Camping Report

Our trip to the gold country was nice and hot. We camped at the American River Resort on the American River in Coloma. Coloma is mostly a state park around the site where John Marshal first discovered gold.

ARR was not much of a resort, but it was a pretty good camp site. DH reserved a site with water & power hookups. It was pretty cool to have hot water and electric lights in the tent trailer. The camp site was about 100 feet from the American River. Unfortunately, we had some boys tent camping below us who were very loud and swore with little imagination around 11 pm on Wednesday night. On Thursday night, we had a bunch of partiers move in next to us, but one of them was very concerned that Chunguita get a good night’s sleep, so she kept hushing people. I really appreciated that.

We drove up Wednesday night. It took us much longer to get there than we expected because the trailer hit resonance at 55 mph, and DH was afraid to try to drive any faster. So we toddled along at 50 mph. Chunguita slept the entire way up. The daycare staff kept her up from her nap until we got there. DH had asked them to do this. She usually goes down between 12:30 and 2:30. We picked her up at 2.

I took Chunguita up to the swimming pool, where we met a couple of nice families. They liked Chunguita. Robert spent that time setting up the tent trailer and making dinner. The only problem for me on this camping trip was that I’m deathly (and rightly so) afraid of being stung by a bee. Robert had these smoky incense thingies that were supposed to keep the mosquitoes away. We tried them. It worked very well to keep the bees away and the mosquitoes. It didn’t work on the flies. DH went out and bought a screened in room so that next time I won’t get scared by the bees.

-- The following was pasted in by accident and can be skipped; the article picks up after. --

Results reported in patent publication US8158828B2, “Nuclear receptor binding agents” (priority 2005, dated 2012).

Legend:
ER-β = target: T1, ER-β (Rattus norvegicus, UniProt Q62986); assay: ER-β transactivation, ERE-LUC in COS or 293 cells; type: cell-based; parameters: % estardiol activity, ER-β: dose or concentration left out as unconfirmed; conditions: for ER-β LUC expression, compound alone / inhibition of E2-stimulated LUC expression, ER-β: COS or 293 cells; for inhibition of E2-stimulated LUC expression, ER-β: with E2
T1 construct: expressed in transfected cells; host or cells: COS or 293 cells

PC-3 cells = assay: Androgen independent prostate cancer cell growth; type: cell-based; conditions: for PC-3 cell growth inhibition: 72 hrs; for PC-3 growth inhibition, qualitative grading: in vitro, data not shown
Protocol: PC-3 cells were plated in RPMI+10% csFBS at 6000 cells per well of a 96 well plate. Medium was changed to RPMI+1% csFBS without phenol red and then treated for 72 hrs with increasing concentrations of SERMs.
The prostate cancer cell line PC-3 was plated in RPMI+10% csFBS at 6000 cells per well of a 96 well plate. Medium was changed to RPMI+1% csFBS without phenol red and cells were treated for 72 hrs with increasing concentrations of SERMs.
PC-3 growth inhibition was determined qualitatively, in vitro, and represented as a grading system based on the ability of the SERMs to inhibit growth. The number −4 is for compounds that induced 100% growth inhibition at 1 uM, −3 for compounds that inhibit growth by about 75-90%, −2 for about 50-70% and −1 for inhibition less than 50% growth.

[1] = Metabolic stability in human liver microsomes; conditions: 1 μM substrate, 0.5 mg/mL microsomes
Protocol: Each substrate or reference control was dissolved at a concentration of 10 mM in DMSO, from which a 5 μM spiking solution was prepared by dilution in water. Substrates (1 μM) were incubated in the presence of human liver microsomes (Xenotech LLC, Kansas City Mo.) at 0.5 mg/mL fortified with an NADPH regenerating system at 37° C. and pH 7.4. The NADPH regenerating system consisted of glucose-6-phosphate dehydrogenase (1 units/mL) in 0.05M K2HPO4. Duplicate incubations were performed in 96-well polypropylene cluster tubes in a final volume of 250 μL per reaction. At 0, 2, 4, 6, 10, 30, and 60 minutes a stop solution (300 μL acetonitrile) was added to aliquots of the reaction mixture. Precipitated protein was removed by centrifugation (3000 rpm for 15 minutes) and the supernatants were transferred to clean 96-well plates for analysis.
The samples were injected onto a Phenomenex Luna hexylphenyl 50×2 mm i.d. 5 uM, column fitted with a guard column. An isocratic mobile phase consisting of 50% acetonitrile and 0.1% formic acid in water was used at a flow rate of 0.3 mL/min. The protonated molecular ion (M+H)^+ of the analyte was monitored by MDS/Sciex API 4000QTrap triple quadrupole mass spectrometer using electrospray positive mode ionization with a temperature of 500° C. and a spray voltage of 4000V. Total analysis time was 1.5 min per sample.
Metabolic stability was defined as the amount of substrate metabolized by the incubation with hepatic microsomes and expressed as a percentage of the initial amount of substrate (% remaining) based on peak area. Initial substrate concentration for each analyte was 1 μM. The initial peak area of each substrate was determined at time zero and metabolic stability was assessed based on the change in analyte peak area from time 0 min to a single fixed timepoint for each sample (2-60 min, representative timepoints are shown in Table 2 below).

The first night, we decided that Chunguita needed to be washed up, so we all went up to the showers. They didn’t have a family shower, butthere were a bunch of young teenagers goofing off in the women’s restroom, boys and girls. The boys got all embarassed, but I told them not to worry about it because my husband was coming in to help me give our baby a shower. Chunguita didn’t like the shower. The teenagers were cool about it, but when we were leaving, some guy gave DH a hard time about coming out of the women’s restroom. I told guy not to be a moron; we had to give out baby a shower.

We all slept very well. Our trailer has 2 kingsized beds and 2 more very little beds.

On Thursday morning, DH made the most wonderful bacon and egg breakfast. The we went over to the state park. It was so hot. Chunguita had a blast playing in the dust and running back and forth between me and DH. DH & I learned all about James Marshall and John Sutter and Coloma.

There isn’t much in Coloma, and I wanted an air-conditioned restaurant for lunch. We stopped at one, but it was a bar. The second one looked like a bar, but I could see people drinking soda or ice tea in the window. The potatoe salad there was excellent, and they gave us free refills on our lemonade. We tried to go back to the campsite for Chunguita’s nap, but it was 95F in the tent, so DH decided to drive me around to the wineries. There are 2. Gold Hill winery had a most excellent Sirah, so I bought some for DH. Venezio had a nice late harvest Zin. I bought some of that.